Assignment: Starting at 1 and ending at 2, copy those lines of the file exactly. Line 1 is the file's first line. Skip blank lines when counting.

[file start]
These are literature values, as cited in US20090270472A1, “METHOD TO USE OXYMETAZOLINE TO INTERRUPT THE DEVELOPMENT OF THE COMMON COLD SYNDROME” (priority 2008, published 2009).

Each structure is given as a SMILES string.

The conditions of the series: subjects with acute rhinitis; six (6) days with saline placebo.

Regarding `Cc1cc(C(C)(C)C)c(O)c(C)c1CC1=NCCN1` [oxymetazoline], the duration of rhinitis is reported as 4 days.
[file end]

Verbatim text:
These are literature values, as cited in US20090270472A1, “METHOD TO USE OXYMETAZOLINE TO INTERRUPT THE DEVELOPMENT OF THE COMMON COLD SYNDROME” (priority 2008, published 2009).

Each structure is given as a SMILES string.